Archbishop of Canterbury the Rt. Rev. Justin Welby is set to meet on Thursday with gay rights campaigner Peter Tatchell, who insists that Christians who are opposed to same-sex marriage are homophobic.
"I applaud the Archbishop's willingness to engage in dialogue – all the more so because he comes from the conservative evangelical wing of the church," Tatchell said, according to San Diego Gay and Lesbian News. "I hope our meeting is not mere window-dressing and good PR for the church. I'm expecting more than tea and sympathy."
In response to a letter by Tatchell accusing the Anglican leader of being homophobic for supporting traditional marriage, Archbishop Welby replied: "Dear Mr Tatchell, Thank you for your very thoughtful letter. It requires much thought and the points it makes are powerful. I would like to explain what I think to you without the mediation of the press, and listen to you in return."
Welby recently said that his stance on gay relationships has been challenged by the love and commitment he has seen his gay friends display, but backed the official Anglican position that marriage is solely between a man and a woman.
"The Church of England holds very firmly, and continues to hold to the view, that marriage is a lifelong union of one man to one woman," Welby has said. "At the same time, at the heart of our understanding of what it is to be human is the essential dignity of the human being."
In a letter written in March, Tatchell, who is a well-known Australian-born British political campaigner, insisted that Welby and Christians who defend the traditional definition of marriage are being homophobic, regardless of whether they accept that label or not.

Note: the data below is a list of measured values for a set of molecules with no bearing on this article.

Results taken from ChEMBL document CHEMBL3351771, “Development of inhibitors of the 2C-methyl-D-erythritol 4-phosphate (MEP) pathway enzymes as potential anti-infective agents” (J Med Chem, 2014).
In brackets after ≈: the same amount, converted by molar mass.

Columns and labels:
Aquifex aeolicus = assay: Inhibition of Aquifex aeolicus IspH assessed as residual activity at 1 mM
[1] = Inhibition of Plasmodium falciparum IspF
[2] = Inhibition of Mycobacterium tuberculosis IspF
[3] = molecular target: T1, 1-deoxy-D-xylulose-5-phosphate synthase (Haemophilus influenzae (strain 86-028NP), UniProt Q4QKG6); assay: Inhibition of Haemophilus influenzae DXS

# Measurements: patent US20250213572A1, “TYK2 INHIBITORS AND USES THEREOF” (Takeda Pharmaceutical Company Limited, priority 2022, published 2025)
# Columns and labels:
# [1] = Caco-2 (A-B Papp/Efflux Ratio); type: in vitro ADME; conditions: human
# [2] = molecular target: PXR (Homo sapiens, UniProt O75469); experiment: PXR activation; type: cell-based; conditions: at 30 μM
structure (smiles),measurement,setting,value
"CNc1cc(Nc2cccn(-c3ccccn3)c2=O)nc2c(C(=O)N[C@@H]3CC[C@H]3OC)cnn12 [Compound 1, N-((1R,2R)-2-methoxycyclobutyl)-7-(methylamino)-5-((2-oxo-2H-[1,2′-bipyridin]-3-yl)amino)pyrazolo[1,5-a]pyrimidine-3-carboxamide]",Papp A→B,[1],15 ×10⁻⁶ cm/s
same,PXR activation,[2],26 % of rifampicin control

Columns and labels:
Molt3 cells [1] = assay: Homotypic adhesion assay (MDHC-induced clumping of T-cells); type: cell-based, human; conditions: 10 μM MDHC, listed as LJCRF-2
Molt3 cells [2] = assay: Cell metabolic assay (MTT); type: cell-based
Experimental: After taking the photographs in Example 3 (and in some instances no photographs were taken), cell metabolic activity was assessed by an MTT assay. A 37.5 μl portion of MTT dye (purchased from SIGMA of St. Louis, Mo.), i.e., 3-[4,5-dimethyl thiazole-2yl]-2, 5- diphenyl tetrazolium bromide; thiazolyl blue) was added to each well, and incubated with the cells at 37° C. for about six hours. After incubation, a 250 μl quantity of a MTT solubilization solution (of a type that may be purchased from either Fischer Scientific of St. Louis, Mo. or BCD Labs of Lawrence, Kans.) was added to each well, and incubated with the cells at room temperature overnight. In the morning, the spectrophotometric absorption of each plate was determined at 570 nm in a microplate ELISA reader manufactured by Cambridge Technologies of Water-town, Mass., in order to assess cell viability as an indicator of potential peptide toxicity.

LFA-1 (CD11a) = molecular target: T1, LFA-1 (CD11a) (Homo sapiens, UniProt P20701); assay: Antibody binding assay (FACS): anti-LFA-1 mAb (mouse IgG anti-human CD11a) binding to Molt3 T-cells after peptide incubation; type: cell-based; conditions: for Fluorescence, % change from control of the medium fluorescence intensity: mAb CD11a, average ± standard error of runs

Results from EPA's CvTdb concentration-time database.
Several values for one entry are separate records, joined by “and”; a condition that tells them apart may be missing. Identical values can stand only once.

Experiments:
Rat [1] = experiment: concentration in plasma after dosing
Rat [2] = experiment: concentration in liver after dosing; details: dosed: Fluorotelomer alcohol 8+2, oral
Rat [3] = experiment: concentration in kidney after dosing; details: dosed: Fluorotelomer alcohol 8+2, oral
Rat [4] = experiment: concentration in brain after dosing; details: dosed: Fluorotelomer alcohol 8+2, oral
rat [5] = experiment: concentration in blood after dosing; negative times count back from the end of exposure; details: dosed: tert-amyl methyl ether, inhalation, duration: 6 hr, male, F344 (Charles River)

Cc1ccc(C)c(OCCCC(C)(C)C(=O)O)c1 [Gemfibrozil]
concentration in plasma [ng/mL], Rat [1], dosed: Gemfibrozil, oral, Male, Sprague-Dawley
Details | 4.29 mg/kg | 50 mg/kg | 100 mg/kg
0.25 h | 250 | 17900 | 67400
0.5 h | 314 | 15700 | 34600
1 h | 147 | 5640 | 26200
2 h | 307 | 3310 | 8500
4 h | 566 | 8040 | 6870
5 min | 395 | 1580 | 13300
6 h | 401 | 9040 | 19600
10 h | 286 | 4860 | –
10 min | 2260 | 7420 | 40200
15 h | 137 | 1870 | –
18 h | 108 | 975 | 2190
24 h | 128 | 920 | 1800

"You claim that you are not homophobic but a person who opposes legal equality for LGBT people is homophobic – in the same way that a person who opposes equal rights for black people is racist," the gay rights leader wrote to Welby.
"Homophobia has come to mean more than an irrational fear for gay people. It includes support for anti-gay discrimination and the denial of equal rights to people who are LGBT. In this sense of the word, you are homophobic because you support discrimination in law against gay people," he added.
Tatchell, who is an atheist, argued that discrimination, to which he equates supporting the traditional definition of marriage, is not a Christian value and should not be embraced by its leaders, regardless of long held beliefs.
"This is the first time any Archbishop has offered to meet me. Even a liberal like Rowan Williams never welcomed me to Lambeth Palace. Justin's invitation is progress," he said, praising Welby.
While both the Anglican and Catholic churches in England have opposed gay marriage, the British government remains committed to legalize the practice by 2015.